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Cruise Ship Information

MS MSC Sinfonia is a cruise ship owned and operated by the Italy-based MSC Cruises. She was built in 2002 by Chantiers de l'Atlantique in Saint-Nazaire, France for the now-defunct Festival Cruises as MS European Stars. She was the last newbuilding ever to be built for Festival Cruises.

Atmosphere on board

Just a few years ago, MSC Cruises was a virtual nobody in the cruise industry -- a second-tier operator with a small fleet of well-kept but rather old ships bought from other operators. Then, in 2000, huge container ship operator Mediterranean Shipping Company, the line's parent, decided it was time to expand their presence in the cruise market. The result was an order for a pair of brand-new 58,000-ton ships, the very first new-builds in the company's history. Three years later, in 2003, the company took delivery of their first-born, MSC Lirica, setting off an epic expansion that would catapult MSC to the number four spot worldwide -- and number two in Europe -- in a matter of years.

As luck would have it, just after MSC Lirica was delivered, Festival Cruises -- one of MSC's biggest competitors in Europe -- fell into bankruptcy and was liquidated. This left two nearly new ships, European Vision and European Stars, in the hands of Festival creditors eager to offload them. Fortunately for MSC, the two Festival ships had been built off almost exactly the same plans as MSC Lirica. European Vision became MSC Armonia, and European Stars became MSC Sinfonia. By the time MSC Lirica's sister MSC Opera was delivered in 2004, MSC had four new ships and had more than doubled the size of their fleet.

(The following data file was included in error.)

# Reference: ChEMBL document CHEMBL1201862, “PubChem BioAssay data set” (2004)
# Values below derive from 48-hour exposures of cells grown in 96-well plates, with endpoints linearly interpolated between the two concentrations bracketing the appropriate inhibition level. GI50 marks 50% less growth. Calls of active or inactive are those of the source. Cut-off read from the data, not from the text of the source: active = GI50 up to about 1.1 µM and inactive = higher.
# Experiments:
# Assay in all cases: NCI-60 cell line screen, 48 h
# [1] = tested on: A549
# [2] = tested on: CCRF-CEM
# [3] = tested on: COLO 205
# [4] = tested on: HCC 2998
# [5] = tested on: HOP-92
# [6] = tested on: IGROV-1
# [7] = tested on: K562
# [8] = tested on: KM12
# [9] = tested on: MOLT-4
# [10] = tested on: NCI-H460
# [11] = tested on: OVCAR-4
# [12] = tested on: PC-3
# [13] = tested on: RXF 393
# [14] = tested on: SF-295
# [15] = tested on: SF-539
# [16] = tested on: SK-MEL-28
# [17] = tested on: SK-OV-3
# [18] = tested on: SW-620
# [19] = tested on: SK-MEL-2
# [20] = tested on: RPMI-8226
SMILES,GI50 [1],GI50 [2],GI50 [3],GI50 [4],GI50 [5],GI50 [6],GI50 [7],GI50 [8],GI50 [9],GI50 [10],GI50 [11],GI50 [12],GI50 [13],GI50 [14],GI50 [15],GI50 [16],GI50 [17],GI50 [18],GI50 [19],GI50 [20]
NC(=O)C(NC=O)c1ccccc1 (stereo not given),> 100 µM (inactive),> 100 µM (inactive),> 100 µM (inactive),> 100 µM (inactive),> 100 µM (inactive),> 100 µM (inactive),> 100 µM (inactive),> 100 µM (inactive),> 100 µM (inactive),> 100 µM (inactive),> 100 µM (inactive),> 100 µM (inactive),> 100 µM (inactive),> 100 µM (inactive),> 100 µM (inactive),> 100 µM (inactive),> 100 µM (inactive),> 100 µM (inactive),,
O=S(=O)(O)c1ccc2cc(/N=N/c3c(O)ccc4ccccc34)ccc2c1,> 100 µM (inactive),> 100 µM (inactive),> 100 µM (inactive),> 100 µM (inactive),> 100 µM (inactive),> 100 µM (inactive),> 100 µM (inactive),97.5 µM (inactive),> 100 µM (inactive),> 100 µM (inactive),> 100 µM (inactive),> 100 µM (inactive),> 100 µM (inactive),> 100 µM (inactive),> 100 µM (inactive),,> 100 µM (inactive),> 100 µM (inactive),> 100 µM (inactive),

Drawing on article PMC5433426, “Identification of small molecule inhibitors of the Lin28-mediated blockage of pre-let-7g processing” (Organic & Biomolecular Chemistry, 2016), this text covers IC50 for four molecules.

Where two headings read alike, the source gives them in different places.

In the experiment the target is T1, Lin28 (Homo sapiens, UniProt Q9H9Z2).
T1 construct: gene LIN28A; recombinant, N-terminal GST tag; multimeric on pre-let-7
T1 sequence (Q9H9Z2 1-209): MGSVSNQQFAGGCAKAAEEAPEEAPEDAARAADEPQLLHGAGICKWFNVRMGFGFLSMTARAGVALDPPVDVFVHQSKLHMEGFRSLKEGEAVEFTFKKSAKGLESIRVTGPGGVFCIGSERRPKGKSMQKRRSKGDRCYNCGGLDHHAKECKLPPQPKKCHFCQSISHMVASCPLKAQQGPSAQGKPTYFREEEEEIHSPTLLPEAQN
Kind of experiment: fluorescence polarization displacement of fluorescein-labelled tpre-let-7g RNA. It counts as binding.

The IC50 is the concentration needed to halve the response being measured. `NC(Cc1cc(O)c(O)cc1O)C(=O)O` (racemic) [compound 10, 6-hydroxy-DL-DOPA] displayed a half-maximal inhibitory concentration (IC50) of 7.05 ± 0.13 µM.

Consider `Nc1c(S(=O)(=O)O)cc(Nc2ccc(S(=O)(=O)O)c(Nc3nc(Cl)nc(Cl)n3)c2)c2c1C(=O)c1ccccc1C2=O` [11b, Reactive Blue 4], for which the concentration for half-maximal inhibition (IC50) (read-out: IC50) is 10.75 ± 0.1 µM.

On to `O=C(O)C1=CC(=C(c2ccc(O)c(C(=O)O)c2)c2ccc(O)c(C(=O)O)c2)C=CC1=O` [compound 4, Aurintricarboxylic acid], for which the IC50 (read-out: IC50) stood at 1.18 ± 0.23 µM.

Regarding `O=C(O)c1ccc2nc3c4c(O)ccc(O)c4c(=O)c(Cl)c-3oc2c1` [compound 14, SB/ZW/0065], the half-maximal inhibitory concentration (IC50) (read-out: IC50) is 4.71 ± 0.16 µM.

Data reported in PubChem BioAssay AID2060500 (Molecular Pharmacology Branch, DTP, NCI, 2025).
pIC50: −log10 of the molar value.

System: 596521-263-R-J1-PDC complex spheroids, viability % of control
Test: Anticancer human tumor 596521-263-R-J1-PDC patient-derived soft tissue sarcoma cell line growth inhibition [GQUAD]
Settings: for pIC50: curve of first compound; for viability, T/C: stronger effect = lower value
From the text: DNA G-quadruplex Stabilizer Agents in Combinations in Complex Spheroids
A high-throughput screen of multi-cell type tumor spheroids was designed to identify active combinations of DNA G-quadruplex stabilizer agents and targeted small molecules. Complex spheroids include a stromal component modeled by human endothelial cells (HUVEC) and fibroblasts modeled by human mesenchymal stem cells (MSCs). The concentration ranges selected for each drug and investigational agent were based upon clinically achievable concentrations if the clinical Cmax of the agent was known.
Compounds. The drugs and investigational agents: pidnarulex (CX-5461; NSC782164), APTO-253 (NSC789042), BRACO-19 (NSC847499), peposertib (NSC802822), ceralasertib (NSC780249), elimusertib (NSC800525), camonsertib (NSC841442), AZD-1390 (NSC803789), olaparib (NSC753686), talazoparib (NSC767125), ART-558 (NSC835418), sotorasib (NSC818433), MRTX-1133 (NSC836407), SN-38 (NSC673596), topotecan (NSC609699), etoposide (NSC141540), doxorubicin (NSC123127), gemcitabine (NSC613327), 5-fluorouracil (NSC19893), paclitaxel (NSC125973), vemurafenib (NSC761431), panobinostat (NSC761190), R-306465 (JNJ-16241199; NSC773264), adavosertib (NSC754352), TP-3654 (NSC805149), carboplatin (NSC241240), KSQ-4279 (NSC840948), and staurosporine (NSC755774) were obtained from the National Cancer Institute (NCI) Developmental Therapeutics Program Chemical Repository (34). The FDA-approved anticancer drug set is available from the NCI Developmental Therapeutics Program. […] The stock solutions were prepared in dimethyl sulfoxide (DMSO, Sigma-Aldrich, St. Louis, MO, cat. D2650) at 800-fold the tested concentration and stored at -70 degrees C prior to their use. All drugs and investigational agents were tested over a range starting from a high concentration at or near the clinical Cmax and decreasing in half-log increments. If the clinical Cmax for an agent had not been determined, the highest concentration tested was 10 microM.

While they were a big step for MSC, which has gone on to build larger ships since then, MSC Sinfonia and its sisters are relatively small by today's standards (at least for new, mass-market ships). Sinfonia does have fewer balconies and suites than most other ships its age, and lacks a few other amenities like an alternative restaurant for dinner. Nonetheless, this ship will appeal to lovers of smallish, classy ships who appreciate the clean, stylish European design of its interiors and its more intimate size in comparison to the latest mega-ships from the major North American lines as well as MSC's chief competitor, Costa.

While it is important to remember that this is a product very much geared to a continental European audience and English-speakers will be in the minority, MSC Sinfonia offers good value for the cruise fares charged and a truly Italian-style cruise experience in stylish surroundings that will be appreciated by North American and British passengers looking for a something a bit different from the mainstream English-speaking cruise.

One note: MSC's prices for onboard charges are calculated in euros; we've offered charges in euros and converted to dollars; at press time, the conversion rate was approximately $1.35 euros to the $1. Check XE.com for the latest rate.